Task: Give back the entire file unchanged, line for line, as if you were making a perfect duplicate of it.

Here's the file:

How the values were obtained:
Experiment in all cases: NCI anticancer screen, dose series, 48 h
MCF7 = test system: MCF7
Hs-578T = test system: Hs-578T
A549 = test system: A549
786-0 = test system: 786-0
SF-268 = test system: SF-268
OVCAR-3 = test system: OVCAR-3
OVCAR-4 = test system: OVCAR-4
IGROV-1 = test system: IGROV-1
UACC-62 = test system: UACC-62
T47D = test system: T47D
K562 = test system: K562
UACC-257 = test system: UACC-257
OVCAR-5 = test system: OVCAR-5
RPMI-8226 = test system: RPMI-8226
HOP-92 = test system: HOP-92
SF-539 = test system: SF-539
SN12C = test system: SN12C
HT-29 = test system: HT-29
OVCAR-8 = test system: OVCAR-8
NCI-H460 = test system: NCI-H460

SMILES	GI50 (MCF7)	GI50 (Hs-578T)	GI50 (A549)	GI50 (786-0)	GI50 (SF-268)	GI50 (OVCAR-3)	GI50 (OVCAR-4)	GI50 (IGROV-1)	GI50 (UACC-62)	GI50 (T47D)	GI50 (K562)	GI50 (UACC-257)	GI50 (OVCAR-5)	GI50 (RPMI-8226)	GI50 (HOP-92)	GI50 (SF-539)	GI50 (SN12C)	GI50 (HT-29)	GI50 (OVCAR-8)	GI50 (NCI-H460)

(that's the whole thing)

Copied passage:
How the values were obtained:
Experiment in all cases: NCI anticancer screen, dose series, 48 h
MCF7 = test system: MCF7
Hs-578T = test system: Hs-578T
A549 = test system: A549
786-0 = test system: 786-0
SF-268 = test system: SF-268
OVCAR-3 = test system: OVCAR-3
OVCAR-4 = test system: OVCAR-4
IGROV-1 = test system: IGROV-1
UACC-62 = test system: UACC-62
T47D = test system: T47D
K562 = test system: K562
UACC-257 = test system: UACC-257
OVCAR-5 = test system: OVCAR-5
RPMI-8226 = test system: RPMI-8226
HOP-92 = test system: HOP-92
SF-539 = test system: SF-539
SN12C = test system: SN12C
HT-29 = test system: HT-29
OVCAR-8 = test system: OVCAR-8
NCI-H460 = test system: NCI-H460

SMILES	GI50 (MCF7)	GI50 (Hs-578T)	GI50 (A549)	GI50 (786-0)	GI50 (SF-268)	GI50 (OVCAR-3)	GI50 (OVCAR-4)	GI50 (IGROV-1)	GI50 (UACC-62)	GI50 (T47D)	GI50 (K562)	GI50 (UACC-257)	GI50 (OVCAR-5)	GI50 (RPMI-8226)	GI50 (HOP-92)	GI50 (SF-539)	GI50 (SN12C)	GI50 (HT-29)	GI50 (OVCAR-8)	GI50 (NCI-H460)